Having fun and learning, too
WE’VE been watching Paper’s progress with interest this summer as he’s matured from lolloping puppy to full-time pack member. His debut on the hunt field is nearing. The morning hound walks are accompanied by hunt staff on horseback rather than on foot now, a big step toward the cubhunting season, which will mark Paper’s formal entry into the hunting pack this fall.
For now, Paper has been performing well in his lessons, learning to stay with the pack, come when he’s called, wait patiently with the huntsman when required to do so–even when the cool pond beckons to him on a humid summer morning! He’s learned three key things: that he is a member of a group, that he also has an individual identity within that group and must respond when addressed, and that the huntsman is the alpha dog of that pack.
Paper stops to smell the flowers
All are crucial facts that each hound must absorb and fully understand. As paradoxical as it might sound, it’s helpful if hounds have both a pack identity and an individual identity. Because if one hound is about to stray from his work out hunting, by calling down the individual, the huntsman can prevent the pack as a whole from following suit. It would be less effective to warn or rate an entire pack if there’s only one miscreant–far better to stop the troublemaker in his tracks before he has a chance to do wrong. But that’s much harder to do unless each individual hound knows his name and knows that, when he’s called by name, it’s important that he personally respond.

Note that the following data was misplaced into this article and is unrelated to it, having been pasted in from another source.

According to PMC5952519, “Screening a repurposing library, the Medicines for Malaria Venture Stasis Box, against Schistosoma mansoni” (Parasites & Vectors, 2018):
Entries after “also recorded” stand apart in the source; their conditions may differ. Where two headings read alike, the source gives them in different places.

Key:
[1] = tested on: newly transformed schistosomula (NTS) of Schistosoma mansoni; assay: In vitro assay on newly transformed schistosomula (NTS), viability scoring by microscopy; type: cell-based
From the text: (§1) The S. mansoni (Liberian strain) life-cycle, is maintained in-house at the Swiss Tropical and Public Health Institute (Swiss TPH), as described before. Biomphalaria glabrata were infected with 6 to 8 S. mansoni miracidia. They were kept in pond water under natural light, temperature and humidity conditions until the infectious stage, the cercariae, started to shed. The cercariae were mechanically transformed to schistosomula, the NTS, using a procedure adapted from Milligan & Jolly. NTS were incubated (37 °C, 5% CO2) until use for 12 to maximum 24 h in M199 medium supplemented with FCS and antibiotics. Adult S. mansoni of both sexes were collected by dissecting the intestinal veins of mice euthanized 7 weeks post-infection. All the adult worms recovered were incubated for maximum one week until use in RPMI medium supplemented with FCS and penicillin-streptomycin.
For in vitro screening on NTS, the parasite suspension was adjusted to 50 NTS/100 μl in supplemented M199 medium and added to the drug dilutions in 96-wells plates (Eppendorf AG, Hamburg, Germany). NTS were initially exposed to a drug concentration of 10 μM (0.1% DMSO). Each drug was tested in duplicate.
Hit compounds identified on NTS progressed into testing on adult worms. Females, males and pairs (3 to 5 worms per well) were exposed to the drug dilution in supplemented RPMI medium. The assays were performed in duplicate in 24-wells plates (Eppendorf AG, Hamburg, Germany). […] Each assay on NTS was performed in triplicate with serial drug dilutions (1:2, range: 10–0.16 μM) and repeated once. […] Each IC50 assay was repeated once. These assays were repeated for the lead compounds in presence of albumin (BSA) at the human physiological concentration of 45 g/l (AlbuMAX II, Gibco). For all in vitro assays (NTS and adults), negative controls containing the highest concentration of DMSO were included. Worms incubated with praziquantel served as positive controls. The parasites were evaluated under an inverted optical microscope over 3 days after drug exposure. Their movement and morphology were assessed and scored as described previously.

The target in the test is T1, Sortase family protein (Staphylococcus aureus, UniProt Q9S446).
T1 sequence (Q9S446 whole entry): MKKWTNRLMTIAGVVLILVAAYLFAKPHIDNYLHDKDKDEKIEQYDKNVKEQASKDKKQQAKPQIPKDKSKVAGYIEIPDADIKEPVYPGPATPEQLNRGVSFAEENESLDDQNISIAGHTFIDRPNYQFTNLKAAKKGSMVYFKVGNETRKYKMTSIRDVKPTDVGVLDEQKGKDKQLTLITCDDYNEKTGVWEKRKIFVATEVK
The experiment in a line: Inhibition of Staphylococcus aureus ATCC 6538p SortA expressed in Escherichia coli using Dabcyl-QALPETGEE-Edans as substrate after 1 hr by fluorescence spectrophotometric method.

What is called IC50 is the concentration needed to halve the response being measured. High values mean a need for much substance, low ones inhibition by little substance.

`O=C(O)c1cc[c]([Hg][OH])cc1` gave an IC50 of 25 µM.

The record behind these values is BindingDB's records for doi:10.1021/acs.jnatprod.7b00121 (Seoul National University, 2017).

The summer exercises we’ve seen at the pond and the hound truck, in which Lilla and Jerry have required the hounds to wait before dashing in, have reinforced the notion both of pack and individual discipline. For Paper, the lessons seem to be taking very well. The real test, and more lessons, will come when he joins his older colleagues on the hunt field.
But hound walk is also about exercise and the sheer joy of being out, and Paper has enjoyed that aspect, too. Being a puppy, he’s full of beans, and the walks give him some time to play while he learns and gains new experiences. We thought we’d share some of Paper’s less formal side, too.